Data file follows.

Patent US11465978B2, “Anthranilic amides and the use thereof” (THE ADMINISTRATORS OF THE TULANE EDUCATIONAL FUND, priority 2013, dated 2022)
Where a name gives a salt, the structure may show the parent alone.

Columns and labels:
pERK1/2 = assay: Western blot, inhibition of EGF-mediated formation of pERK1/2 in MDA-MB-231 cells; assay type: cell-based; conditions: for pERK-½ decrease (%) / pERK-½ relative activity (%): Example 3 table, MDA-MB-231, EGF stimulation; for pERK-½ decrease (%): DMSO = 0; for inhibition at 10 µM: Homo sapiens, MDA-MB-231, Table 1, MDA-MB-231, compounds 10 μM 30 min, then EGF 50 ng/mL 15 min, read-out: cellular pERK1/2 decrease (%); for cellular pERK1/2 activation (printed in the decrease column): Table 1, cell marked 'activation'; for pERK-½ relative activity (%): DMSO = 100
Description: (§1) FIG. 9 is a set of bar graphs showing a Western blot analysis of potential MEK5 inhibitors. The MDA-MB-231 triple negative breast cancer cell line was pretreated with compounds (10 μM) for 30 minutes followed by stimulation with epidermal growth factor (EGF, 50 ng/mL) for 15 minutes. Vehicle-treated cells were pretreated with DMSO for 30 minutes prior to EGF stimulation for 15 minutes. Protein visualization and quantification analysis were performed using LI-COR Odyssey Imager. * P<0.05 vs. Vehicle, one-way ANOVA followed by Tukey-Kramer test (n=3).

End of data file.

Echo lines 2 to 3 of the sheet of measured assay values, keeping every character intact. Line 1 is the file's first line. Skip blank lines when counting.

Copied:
Where a name gives a salt, the structure may show the parent alone.

Columns and labels: